The Van Gogh Museum has uncovered a painting that they believe to be of Vincent van Gogh's brother, Theo.
The painting, which had previously been thought to be a self-portrait of the painter, could be the only known painting of Theo, although Vincent made several sketches of his brother, who supported him financially and was his lifelong confidant and friend.
"People have often thought it was funny that there were no portraits of Theo, given that they were so close," the Telegraph quoted museum spokeswoman Linda Snoek as saying.
She said the portrait was made in 1887 while the pair lived together in Paris - a lesser-known period of Van Gogh's life, since the bulk of information about Vincent is derived from letters he sent to Theo.
The painting has long been in storage, but went on display at the museum in Amsterdam as part of an exhibition on new findings about the painter's time spent in Antwerp and Paris in 1885-1888.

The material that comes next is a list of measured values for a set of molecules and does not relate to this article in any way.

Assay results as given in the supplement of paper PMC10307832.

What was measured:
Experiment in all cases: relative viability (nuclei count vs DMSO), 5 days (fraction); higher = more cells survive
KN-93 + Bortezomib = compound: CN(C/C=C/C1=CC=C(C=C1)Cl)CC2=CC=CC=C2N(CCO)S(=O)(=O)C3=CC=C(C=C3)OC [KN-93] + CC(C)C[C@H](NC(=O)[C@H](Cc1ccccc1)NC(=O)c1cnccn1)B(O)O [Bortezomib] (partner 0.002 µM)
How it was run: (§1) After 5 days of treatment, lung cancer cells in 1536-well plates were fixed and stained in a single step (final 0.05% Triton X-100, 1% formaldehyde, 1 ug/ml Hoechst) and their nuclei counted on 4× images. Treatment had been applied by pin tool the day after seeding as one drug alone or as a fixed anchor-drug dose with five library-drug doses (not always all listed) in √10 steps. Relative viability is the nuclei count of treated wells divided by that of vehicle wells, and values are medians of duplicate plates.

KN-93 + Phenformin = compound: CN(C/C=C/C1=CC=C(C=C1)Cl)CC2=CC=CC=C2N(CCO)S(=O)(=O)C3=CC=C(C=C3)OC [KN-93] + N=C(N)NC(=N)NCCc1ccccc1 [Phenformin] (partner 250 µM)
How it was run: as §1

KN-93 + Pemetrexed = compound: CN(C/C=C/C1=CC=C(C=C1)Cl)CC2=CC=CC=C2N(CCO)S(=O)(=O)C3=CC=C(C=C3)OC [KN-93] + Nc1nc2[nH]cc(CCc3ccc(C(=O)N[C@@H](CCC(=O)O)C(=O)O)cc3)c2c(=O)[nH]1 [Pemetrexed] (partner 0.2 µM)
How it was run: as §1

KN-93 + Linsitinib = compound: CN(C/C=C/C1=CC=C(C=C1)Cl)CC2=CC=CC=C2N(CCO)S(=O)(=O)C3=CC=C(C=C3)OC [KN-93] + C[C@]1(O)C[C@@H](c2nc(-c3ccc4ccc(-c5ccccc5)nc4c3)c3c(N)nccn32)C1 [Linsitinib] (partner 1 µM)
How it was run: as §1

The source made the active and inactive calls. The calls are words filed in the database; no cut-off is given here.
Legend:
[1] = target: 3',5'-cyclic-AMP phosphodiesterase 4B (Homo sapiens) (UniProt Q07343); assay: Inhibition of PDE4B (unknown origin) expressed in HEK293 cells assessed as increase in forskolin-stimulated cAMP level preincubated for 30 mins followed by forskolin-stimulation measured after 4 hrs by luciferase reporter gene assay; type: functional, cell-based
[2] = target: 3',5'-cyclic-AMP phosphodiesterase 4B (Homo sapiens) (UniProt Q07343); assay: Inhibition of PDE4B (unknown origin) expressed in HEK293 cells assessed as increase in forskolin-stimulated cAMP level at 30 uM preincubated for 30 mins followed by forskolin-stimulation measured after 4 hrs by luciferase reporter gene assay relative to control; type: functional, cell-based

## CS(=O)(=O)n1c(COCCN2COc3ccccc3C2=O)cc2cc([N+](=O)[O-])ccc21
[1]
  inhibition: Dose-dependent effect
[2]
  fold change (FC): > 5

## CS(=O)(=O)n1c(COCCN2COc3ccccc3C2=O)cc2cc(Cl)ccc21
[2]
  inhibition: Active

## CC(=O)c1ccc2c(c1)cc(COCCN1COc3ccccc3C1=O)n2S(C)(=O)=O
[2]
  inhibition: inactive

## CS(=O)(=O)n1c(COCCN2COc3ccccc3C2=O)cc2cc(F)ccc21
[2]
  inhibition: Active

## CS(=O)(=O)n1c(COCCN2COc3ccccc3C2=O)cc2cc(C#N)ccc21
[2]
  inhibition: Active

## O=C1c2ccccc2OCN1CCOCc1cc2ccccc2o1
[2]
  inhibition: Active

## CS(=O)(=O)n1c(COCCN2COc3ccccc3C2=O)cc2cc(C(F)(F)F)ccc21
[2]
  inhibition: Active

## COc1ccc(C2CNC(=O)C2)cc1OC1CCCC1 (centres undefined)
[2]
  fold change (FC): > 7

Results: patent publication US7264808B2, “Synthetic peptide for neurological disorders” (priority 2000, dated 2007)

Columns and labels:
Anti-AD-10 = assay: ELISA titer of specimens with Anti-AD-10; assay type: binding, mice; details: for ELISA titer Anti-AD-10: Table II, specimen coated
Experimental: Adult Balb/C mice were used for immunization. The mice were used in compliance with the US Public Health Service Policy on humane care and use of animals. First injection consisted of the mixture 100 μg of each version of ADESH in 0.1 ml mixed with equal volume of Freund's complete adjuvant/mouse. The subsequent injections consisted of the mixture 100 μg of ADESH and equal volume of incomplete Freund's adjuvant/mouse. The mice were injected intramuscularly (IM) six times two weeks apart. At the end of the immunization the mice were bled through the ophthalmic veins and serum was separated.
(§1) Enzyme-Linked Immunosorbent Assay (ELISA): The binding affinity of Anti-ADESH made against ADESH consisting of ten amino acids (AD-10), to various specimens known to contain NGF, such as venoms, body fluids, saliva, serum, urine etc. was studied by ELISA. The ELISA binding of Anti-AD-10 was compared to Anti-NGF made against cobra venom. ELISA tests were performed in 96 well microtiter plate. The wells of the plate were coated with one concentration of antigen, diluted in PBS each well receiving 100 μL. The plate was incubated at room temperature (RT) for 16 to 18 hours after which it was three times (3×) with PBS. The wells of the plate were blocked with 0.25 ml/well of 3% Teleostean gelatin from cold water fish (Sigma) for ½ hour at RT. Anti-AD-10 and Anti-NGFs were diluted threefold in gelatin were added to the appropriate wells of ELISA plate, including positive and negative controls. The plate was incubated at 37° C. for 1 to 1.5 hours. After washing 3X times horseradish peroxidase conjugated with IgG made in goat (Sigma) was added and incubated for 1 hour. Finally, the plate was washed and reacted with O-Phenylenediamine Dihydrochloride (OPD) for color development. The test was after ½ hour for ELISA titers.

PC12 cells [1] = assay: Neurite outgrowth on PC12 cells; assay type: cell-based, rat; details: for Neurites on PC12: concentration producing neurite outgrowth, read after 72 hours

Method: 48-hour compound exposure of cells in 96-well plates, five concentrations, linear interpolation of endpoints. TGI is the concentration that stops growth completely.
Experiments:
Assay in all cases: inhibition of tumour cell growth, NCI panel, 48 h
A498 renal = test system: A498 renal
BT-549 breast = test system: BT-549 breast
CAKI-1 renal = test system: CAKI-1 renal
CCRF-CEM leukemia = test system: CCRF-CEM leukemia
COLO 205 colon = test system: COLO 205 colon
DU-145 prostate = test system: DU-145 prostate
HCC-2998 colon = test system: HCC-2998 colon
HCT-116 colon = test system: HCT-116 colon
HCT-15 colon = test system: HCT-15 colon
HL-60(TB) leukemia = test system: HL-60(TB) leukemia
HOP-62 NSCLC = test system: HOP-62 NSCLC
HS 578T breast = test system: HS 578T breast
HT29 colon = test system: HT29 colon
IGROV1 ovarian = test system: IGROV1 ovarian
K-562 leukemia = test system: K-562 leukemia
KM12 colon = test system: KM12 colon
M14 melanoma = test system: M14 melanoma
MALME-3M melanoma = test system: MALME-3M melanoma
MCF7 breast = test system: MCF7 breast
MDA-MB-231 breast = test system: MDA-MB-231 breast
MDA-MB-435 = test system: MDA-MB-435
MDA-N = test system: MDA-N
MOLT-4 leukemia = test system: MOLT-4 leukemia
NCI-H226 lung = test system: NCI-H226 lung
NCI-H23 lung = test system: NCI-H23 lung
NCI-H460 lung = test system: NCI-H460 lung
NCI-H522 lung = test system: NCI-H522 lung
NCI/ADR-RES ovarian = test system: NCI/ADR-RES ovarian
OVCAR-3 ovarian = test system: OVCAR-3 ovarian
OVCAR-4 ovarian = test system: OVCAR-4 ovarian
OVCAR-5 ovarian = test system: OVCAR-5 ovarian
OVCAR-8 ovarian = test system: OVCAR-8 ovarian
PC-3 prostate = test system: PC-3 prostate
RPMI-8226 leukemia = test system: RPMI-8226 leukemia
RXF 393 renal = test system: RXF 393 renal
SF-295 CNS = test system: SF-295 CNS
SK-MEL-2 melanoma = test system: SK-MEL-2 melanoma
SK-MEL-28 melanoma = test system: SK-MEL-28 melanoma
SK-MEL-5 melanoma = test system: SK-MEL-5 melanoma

Head researcher Louis van Tilborgh compared two paintings from 1887 with similar-looking men in suits set against a blue background.
"They are two small, detailed portraits that when you see them you think: they belong together," Van Tilborgh said in an interview with Dutch state broadcaster NOS.
The portrait of Theo shows he had rounder ears than Vincent did. The other portrait shows Vincent with long, angular ears, consistent with other artists' paintings of Vincent.
In addition, Theo's goatee is more yellow-brown than Vincent's dark red beard, and Theo has shaven cheeks, consistent with photographs of him from the same period, while Vincent painted himself sporting mutton-chop sideburns.